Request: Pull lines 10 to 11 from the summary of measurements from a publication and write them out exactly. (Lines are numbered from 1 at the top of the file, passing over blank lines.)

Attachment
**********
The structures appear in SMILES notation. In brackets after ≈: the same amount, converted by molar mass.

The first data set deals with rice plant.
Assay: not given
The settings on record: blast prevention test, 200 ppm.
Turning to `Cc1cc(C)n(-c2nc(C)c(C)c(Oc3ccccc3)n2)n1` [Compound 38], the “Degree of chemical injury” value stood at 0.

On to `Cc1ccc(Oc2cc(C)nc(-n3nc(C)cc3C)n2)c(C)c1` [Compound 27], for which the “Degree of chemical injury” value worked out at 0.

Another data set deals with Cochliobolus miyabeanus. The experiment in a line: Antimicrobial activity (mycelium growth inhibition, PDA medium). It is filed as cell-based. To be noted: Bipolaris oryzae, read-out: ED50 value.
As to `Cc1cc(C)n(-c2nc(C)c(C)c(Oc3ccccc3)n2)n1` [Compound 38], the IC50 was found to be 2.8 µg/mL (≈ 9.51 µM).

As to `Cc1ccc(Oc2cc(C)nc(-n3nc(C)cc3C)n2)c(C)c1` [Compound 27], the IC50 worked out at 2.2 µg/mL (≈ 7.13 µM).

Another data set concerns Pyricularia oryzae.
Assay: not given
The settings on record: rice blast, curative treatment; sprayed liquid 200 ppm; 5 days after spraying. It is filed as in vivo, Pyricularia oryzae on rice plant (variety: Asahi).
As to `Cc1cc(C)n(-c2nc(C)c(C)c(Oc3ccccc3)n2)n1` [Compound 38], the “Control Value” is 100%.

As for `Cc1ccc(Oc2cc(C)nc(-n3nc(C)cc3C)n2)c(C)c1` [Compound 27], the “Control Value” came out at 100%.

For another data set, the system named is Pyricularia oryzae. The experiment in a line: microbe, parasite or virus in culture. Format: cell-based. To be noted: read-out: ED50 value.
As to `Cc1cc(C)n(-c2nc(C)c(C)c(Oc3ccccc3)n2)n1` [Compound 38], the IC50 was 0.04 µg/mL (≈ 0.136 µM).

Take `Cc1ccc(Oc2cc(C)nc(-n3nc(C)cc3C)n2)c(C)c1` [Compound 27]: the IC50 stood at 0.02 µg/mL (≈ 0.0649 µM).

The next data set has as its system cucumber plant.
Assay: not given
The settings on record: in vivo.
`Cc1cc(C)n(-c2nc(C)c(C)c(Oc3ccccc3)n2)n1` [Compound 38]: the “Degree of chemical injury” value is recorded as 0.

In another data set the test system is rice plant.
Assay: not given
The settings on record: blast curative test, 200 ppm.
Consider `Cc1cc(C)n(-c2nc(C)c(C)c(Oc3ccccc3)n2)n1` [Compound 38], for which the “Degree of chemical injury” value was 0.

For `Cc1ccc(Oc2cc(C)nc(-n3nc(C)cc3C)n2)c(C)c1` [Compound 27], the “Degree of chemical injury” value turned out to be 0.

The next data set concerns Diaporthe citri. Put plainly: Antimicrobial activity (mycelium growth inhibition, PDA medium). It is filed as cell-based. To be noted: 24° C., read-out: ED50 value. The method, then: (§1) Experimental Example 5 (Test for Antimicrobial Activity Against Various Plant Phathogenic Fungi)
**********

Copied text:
Another data set concerns Pyricularia oryzae.
Assay: not given